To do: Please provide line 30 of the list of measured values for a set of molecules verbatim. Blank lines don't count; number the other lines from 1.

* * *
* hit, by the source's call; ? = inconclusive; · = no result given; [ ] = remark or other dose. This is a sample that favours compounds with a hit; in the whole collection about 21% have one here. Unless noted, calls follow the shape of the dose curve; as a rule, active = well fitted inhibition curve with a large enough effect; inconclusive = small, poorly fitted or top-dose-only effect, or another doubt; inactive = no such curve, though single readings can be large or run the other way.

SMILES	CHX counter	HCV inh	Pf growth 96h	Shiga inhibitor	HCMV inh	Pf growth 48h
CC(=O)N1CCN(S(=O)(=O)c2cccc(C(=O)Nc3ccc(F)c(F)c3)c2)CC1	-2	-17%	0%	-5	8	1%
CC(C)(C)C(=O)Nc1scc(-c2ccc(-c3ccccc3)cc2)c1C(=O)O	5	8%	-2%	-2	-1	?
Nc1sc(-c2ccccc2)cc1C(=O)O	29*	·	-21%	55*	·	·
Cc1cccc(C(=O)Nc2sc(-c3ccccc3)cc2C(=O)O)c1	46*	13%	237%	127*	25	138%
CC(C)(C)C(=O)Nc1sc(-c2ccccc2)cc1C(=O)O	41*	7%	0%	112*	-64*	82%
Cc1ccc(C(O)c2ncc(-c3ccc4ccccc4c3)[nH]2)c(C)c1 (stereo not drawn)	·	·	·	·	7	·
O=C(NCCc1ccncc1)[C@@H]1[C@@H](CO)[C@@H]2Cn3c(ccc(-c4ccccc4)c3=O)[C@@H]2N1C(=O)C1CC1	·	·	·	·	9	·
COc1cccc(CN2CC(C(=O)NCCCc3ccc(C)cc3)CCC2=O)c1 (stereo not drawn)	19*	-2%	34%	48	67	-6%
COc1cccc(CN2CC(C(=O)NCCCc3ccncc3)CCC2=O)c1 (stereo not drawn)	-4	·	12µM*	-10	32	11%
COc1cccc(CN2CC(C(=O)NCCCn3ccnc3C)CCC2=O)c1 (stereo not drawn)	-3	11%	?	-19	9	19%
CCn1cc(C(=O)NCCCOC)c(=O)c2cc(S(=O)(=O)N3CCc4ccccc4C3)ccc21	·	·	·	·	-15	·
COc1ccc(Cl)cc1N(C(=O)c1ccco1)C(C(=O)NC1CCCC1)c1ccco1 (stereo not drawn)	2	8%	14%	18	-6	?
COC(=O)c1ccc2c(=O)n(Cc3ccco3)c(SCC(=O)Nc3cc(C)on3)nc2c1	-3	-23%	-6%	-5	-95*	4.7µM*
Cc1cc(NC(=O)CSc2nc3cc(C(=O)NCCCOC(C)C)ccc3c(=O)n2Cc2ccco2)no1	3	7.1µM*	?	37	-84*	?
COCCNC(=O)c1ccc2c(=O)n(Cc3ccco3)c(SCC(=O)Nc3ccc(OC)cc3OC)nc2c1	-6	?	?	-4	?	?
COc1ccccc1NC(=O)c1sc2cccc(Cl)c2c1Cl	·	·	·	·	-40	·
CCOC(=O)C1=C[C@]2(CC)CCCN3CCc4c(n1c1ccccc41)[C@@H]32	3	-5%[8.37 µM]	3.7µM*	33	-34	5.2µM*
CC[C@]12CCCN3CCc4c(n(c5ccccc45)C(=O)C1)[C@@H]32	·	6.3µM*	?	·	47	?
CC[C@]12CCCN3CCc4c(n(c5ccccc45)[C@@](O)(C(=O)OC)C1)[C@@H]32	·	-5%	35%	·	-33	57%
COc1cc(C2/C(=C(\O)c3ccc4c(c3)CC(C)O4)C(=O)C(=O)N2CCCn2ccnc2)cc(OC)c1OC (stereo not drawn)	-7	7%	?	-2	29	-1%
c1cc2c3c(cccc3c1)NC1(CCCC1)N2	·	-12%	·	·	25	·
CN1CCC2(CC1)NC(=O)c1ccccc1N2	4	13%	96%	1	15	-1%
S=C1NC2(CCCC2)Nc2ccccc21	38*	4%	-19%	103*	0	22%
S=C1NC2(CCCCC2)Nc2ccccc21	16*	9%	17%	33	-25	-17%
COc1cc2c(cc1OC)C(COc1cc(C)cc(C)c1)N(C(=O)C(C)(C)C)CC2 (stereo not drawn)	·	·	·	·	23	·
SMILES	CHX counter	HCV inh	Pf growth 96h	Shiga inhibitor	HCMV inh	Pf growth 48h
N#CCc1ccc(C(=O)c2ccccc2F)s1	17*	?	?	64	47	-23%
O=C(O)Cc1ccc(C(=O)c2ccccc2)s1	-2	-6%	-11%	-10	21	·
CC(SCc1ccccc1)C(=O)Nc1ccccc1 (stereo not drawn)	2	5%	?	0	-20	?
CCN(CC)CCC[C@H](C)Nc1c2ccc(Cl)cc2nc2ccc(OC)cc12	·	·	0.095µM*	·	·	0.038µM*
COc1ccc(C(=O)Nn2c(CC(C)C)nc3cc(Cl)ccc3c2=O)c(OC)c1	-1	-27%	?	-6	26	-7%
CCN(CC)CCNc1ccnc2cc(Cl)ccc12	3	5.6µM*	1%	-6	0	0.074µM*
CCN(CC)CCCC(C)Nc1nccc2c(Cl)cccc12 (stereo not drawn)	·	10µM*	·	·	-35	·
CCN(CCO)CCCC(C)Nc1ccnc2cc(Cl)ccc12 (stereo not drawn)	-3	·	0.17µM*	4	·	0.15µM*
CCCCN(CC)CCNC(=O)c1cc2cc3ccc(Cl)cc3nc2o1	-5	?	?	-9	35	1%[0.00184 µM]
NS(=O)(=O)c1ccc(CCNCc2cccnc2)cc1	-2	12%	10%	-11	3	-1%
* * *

O=C(O)Cc1ccc(C(=O)c2ccccc2)s1	-2	-6%	-11%	-10	21	·